The Logical Data Map

Andrew Smith Posted on

The logical data map is a document that shows how source fields map to target fields within an ETL process.

In this post I discuss a template for the logical data map that’s presented by Ralph Kimball in his book The Data Warehouse ETL Toolkit. It’s oriented around star schema data warehouse ETL, but can easily be adapted for other ETL environments.

The logical data map (LDM) is a high level specification for the ETL team or developer and thus should exist before ETL development starts. It can be produced once the data warehouse schema is close to finalisation and once source systems have been identified to feed the data warehouse. In addition to providing a business specification for the ETL development, it can also be used by QA to help validate the ETL.

Before creating the LDM, some data profiling should have occurred on the source systems. This helps define the transformations required, adding to the business knowledge of what data content the source systems ‘should’ contain.

Given the above, established business logic for transforming from the source(s) to the target(s) can be combined with logic for dealing with data anomalies found during profiling. A final input into the transformations required can be the need to conform multiple sources for a single dimension or fact table, so that the end product is consistent regardless of origination. (Matching/deduplication may well be required also in this case, in addition to the data transformations.)

I’ve created a version of Kimball’s LDM template here, with some rows completed.

Although quite simple, there’s a lot of information here that can be digested relatively easily. (I added the 2 “Constraint” columns – Kimball didn’t have them but I find them useful.)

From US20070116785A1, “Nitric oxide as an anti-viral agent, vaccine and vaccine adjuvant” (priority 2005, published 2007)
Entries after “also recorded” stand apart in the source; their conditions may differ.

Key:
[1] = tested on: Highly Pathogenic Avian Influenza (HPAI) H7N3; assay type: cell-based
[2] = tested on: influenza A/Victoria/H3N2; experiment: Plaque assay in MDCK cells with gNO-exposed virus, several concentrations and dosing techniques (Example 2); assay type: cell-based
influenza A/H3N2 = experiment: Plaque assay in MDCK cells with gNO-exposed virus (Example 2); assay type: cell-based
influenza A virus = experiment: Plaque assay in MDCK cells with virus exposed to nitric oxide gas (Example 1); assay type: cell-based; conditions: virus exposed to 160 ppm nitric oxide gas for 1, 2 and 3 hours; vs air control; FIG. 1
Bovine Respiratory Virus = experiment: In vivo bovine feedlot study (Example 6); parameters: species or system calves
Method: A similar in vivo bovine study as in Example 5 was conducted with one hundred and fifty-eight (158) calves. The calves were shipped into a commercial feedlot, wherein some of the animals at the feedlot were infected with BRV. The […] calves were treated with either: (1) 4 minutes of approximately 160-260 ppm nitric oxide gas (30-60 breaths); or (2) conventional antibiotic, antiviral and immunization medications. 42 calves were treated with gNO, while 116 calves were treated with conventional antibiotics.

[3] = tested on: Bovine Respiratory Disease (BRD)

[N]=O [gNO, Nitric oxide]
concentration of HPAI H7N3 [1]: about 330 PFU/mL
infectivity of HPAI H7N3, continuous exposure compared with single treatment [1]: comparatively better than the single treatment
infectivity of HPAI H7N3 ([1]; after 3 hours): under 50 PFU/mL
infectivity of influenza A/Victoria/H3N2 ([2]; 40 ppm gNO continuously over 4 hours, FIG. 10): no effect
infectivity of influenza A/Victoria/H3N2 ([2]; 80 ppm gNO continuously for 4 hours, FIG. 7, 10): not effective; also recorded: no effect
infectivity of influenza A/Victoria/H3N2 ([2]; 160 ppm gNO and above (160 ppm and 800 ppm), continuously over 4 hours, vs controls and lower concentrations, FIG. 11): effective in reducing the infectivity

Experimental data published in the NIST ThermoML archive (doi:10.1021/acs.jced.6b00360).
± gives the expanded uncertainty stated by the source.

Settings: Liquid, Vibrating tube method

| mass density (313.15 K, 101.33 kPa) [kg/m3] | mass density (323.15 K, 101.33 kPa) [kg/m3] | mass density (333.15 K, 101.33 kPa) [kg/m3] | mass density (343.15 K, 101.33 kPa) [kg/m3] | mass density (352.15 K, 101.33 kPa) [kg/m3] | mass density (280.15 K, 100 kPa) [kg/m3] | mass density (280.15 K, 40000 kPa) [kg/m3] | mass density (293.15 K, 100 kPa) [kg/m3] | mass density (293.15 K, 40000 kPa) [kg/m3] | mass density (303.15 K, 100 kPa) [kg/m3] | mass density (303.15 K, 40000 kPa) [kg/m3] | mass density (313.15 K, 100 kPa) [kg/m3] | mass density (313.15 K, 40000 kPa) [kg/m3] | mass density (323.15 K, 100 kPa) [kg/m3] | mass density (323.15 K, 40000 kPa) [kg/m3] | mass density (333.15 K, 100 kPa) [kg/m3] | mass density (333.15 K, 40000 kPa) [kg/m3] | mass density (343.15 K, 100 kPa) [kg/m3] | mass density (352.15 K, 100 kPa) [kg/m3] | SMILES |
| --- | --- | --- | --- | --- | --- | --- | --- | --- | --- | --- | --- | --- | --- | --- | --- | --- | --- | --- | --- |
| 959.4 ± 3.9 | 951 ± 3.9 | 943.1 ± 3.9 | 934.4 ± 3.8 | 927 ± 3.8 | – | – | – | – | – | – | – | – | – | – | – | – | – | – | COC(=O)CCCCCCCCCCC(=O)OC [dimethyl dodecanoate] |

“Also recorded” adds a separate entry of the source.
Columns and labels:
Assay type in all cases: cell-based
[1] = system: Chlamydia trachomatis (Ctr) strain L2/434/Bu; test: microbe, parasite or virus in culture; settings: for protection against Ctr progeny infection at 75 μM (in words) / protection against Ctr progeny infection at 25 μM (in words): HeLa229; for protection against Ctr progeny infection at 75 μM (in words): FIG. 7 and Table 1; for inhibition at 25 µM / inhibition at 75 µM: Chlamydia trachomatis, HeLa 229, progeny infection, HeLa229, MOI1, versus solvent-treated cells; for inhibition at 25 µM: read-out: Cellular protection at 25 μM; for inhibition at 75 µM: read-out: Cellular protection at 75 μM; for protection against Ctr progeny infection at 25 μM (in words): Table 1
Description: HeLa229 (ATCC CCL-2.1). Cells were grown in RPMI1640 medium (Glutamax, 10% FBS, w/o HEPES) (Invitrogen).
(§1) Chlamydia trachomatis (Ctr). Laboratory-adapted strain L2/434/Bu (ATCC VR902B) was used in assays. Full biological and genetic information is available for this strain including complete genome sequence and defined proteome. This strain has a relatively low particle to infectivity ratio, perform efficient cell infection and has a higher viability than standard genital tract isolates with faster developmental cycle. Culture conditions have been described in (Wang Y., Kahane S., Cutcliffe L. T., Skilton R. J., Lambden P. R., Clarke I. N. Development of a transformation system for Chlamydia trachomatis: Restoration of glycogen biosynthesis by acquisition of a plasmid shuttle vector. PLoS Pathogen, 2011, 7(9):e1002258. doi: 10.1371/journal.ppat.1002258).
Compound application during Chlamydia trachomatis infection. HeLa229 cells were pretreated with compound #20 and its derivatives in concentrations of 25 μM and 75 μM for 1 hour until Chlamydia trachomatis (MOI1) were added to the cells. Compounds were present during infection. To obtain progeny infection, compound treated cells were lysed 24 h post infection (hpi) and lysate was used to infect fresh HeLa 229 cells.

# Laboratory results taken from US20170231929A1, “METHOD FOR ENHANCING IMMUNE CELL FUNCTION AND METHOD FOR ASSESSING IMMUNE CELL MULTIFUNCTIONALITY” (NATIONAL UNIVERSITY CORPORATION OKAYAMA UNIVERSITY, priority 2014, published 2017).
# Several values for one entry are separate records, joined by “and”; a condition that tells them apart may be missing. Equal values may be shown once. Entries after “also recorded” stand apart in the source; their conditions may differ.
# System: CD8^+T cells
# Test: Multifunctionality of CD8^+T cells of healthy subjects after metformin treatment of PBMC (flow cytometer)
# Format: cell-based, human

It spells out for example if:
  • truncations are possible whilst transforming across string types of different lengths
  • if data is going from a column that allows NULLs to one that doesn’t, such that default values may need to be added
  • that type conversions are taking place, e.g. from floating point decimals to exact numeric types, or from strings to dates

The example rows I’ve filled in use only simple transformations, whereas in many projects some of the transformations will be more complicated. E.g. consider a freeform text field in a source system that dates have been entered into using any of “2016-07-27”, “27th July ’16” or “27 Jul 2016” etc., and where this needs to be transformed to a target field of type date.

Note that the LDM transformations are confined specifically to how a source data item needs to change to become a target data item. The transformations here do not include anything about the route by which that change takes place. So it’s not the role of the LDM to document that the two source dimensions in my example may first need to be staged to an initial single dimension, so that deduplication can take place. Similarly it also doesn’t include the process by which slowly changing dimensions are updated, how data items that fail cleansing are handled, or how late arriving dimensions or facts are dealt with. Specification of the ETL pipeline belongs in another document.

In summary the Logical Data Map is a very useful concept for explicitly stating the mapping between columns in a source system and columns in a destination system. It will be useful to project team members of many roles, including business analysts, data architects, project managers, ETL developers and QA personnel.